The recent spell of cold, wintry weather in Scotland, with its heavy snowfalls, might not have been welcomed by everyone, but for those keen on skiing in Scotland, it couldn’t have come at a better time.
Two of the five main centres for skiing in Scotland, and two of the oldest, are Glenshee and Glencoe. Both offer a range of facilities for skiers and snowboarders, whether amateurs or professionals, single, families or children. If you are planning a Scottish ski trip, then it’s advisable to check the snow conditions with the ski centre in advance, either by checking online or phoning, as this can help avoid disappointment if they’re not up to scratch.
According to history, it was in the late 1930s that people first began skiing in Glenshee, but it wasn’t until after the war that they began constructing simple rope tows on the slopes.
Glenshee or Gleann Shith means Glen of the Fairies in Gaelic and the 2,000 acre skiing area, located in the Cairnwell pass between the Scottish Highlands and the Lowlands of Aberdeenshire, is truly a fairyland. Depending on the availability of snow, the annual skiing season runs from December to April, allowing avid skiers to make good use of the 36 ski runs, totalling 40km.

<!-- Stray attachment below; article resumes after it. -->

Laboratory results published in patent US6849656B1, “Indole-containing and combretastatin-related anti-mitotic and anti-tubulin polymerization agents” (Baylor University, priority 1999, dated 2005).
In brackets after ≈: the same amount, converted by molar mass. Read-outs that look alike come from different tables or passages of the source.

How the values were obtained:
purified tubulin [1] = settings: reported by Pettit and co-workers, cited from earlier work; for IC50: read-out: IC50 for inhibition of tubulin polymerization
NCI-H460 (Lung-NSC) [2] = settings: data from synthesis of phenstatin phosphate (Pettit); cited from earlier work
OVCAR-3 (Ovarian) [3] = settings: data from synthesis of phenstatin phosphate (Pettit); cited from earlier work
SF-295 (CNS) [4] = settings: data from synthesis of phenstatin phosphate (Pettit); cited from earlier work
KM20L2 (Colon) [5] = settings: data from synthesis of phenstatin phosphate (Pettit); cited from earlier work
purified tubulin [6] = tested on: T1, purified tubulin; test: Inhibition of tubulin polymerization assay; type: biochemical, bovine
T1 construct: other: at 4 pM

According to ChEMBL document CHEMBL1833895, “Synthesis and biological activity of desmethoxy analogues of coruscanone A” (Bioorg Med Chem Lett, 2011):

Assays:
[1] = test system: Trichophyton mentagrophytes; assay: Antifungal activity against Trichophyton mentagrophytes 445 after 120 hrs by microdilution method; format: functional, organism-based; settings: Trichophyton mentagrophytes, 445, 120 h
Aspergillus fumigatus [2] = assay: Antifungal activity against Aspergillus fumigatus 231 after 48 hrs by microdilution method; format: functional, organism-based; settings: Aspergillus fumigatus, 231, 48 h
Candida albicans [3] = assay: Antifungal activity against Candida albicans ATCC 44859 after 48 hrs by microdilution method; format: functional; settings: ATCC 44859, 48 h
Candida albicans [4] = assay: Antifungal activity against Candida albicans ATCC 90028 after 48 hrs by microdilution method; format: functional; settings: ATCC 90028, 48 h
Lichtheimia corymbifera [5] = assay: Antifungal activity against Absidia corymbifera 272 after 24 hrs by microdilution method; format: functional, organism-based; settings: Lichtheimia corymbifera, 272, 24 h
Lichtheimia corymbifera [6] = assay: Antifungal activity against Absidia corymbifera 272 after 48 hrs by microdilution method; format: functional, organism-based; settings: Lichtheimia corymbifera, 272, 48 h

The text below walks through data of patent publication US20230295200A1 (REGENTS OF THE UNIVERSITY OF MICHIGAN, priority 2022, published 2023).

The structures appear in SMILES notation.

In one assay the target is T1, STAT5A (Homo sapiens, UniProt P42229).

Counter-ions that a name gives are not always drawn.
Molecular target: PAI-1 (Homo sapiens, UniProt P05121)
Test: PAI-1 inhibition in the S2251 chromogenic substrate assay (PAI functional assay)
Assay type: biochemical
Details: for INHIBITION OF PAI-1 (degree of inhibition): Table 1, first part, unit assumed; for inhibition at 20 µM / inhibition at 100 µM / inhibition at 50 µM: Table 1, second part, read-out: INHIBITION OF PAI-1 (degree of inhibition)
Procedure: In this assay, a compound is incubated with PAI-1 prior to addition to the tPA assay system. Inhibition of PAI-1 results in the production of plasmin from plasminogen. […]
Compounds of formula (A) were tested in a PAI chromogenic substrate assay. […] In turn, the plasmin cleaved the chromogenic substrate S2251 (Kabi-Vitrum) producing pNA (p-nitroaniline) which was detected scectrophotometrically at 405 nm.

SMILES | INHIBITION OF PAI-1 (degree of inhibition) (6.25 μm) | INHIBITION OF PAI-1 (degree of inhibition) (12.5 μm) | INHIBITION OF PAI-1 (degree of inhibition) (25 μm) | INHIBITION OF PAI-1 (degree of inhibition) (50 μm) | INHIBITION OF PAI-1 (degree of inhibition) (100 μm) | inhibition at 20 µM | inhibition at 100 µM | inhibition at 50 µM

Ample parking is available near the bottom of the Cairnwell chairlift and you’ll find the ticket office and Base Café nearby. If you don’t have your own ski equipment, everything you need can be hired for a small fee.
Glencoe Mountain, in Argyll, is less than two hours away from Edinburgh and Glasgow and is one of the oldest ski resorts in Scotland. The resort first opened in 1956, with the first ski lift built in 1959. It overlooks some of the most beautiful mountains in Scotland. The resort was initially at the forefront of the skiing revolution in Scotland, as the ski industry only really began to become popular in the 1960s.
If you favour traditional, old ski resorts, then Glencoe is a good option to choose – it’s also one to watch, as the new owner is promising lots of new developments and improved facilities in the years to come. In total, there’s 1400 ft of vertical runs, seven lifts in operation at the resort, and something for all abilities. Plus, it boasts the longest vertical drop and Scotland’s steepest on-piste run, so plenty to keep you busy.
As of early January 2010, payment is by cash only, as their card machines are late arriving. Alternatively, you can book your ticket online in advance.